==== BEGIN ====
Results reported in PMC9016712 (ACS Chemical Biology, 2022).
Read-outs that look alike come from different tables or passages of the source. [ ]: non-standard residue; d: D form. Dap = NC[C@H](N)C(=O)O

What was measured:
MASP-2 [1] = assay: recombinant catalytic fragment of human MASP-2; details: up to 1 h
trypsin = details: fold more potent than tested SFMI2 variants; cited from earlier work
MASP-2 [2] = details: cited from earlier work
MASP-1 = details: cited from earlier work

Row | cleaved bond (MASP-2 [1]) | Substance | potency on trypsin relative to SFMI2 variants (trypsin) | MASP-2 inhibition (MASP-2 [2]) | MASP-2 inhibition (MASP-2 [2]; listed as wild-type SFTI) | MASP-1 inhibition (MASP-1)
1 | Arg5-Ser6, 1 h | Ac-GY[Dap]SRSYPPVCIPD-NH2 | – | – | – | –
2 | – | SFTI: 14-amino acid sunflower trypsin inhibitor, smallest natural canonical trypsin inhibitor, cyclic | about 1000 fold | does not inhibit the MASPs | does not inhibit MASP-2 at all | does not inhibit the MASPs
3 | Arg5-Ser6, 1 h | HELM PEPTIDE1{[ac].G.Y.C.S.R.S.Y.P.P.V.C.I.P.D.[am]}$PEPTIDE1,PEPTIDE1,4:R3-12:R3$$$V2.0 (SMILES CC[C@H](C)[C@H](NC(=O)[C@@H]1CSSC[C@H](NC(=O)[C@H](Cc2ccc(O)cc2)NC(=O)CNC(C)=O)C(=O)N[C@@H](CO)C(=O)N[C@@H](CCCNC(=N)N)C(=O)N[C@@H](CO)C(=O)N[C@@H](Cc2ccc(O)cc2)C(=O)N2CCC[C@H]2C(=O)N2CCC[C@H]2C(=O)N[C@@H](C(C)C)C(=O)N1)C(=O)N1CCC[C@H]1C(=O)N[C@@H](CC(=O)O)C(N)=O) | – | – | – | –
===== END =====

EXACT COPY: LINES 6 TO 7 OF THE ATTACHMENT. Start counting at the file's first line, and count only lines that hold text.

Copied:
MASP-2 [2] = details: cited from earlier work
MASP-1 = details: cited from earlier work